“Die.” Responded Death.

“Oh Kay, sounds interesting.” Oblivia had heard stories of someone or something who helped those of her species when they die but always thought it would have been more like a rat.

She sat quietly and watched as Death approached those animals which he knew were passing and one that was already dead and touched each lightly, setting free their souls. The cows mooed and trotted away not looking back. The pig lingered and fretted by its now alive but empty shell.

Death left the pig standing and walked away. “What did you think of my job?” Death asked.

“Why do you let them free before they die?” Oblivia asked instead of answering the question. “What if something happened and they ending up living. How can they live without their spark?”

“You ask a lot of questions.” Death replied. “It is not a nice experience to be trapped in a dead body waiting for release let alone experiencing death itself most of the time, so I do the right thing. I let them go. I am never wrong about releasing their soul or as you call it spark.”

Oblivia wanted to ask the what if you are wrong question but sometimes it is not wise to force an answer when it was already answered. “Why did the pig not run away?” she asked instead.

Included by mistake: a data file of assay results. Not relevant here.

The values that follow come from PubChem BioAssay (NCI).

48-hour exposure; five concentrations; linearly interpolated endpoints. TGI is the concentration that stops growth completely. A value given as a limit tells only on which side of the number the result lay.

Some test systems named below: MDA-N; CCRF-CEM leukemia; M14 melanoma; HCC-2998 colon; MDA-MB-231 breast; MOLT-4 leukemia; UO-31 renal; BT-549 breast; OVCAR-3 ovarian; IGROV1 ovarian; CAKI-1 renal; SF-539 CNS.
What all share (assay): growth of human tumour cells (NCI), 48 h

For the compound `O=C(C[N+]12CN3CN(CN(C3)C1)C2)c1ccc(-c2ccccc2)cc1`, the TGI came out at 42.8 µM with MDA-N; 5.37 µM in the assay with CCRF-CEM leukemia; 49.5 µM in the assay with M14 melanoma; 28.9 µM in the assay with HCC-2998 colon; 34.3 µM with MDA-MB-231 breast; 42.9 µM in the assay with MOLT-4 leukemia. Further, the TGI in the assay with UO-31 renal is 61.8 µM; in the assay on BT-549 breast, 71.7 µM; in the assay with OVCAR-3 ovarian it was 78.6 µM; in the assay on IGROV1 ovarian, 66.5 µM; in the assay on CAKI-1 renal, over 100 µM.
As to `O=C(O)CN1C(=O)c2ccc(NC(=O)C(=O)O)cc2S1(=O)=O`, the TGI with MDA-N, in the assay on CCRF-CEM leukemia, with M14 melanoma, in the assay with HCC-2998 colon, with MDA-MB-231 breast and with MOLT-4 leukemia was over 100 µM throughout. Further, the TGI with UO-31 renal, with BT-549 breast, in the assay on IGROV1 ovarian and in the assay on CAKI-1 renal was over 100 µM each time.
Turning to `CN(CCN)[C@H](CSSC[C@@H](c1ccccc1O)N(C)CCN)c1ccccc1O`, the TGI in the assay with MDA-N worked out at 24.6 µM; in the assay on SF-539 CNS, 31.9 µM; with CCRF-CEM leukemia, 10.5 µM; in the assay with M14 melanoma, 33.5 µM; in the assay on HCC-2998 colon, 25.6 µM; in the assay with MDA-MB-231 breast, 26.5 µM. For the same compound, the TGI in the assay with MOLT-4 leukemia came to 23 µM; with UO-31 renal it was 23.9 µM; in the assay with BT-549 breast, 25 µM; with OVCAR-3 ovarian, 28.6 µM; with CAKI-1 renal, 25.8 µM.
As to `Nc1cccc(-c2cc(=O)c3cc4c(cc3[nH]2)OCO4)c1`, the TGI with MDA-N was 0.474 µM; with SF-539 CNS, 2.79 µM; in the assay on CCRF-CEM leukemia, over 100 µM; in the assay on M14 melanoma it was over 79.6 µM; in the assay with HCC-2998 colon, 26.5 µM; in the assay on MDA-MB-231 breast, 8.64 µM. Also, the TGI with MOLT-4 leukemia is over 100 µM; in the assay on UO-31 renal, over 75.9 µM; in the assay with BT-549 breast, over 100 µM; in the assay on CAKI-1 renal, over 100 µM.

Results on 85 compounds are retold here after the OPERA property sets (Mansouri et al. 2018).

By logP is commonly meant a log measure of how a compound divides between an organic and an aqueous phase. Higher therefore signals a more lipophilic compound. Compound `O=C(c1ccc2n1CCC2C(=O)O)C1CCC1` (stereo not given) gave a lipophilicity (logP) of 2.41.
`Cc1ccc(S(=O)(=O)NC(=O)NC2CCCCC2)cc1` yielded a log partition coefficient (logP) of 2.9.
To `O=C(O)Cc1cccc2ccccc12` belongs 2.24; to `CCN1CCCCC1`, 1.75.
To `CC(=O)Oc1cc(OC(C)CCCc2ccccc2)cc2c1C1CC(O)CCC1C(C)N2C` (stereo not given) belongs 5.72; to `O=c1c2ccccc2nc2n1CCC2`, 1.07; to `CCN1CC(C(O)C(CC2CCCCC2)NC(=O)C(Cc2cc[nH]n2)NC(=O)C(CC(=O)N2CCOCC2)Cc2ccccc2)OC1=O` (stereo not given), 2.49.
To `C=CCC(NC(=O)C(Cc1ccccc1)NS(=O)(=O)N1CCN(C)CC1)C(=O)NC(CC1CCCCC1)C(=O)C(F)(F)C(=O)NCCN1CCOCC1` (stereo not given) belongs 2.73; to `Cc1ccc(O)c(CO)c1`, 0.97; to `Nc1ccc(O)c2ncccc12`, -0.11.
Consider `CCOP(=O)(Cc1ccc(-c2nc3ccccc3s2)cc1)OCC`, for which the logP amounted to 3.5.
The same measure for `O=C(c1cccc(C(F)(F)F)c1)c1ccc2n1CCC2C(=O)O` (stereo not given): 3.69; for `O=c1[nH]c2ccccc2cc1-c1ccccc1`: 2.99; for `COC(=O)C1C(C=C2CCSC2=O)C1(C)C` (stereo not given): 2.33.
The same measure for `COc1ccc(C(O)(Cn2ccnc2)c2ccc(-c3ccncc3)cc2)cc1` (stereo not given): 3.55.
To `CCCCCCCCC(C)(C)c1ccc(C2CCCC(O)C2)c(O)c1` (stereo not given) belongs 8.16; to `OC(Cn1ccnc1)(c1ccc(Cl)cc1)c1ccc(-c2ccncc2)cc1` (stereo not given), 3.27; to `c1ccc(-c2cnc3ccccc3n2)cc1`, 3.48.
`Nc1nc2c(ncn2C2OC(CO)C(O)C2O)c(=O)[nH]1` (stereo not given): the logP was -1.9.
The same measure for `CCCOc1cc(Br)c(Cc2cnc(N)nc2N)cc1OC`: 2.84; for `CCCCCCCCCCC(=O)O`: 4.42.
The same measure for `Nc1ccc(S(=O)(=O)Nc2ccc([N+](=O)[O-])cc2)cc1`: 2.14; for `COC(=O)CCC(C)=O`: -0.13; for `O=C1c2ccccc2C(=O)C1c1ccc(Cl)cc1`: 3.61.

“I will answer this last one and then you will answer the question I asked you.” Death said sharply.

Oblivia had been watching the road and thinking about what she had just seen. She turned her head around the edge of his sleeve and nodded.

“Pigs are made that way. They are stubborn and refuse to believe they should be released. It will stand and watch itself die and then be gutted and probably even see itself hung before it gathers enough sense to know it is no longer controlled by the slab of meat hanging from the hook and leave.”

“Oh my.” Replied Oblivia. “That is stubborn.” She had more questions but had promised to answer Death’s first.

They walked along in silence a few steps. Oblivia thought and Death waited. She thought about his reference to being let out early versus having to experience it all. She considered the faces on the cows as they plundered away happily free of restraint. She has found her answer when Death, with his job that never ceases, released a little mouse as they walked by. Its little hind section had been crushed by the cart wheel. Still alive Death bent down and stroked it.

A mean feat in itself because the cart had only just ran over it and had only moved an inch or two passed it. Death had to maneuver himself under the cart to reach him. The little mouse squeaked his joy ran around in a couple circles in front of them both and disappeared into the hedgerows.

“I think your style is commendable. Your job is truly not easy and you deserve much more praise and respect than is given you.” Oblivia said smiling. “I hope when it is my time I will see you there.”

“I was hoping you would not be put off by my style or my job.” Death rarely received praise so ignored it. Hold on a moment and I will share with you my proposition.” Death lifted his arm where Oblivia rested in the sleeve against his chest. Covered her with his other arm and did a couple turns in a pirouette.

Oblivia thought for sure her end was coming sooner than she thought when Death stopped opened his arms and bent down so Oblivia could step onto the ground. “

Sorry about having to cover you I was not sure if you would fall as we travelled.” He said as she stepped out.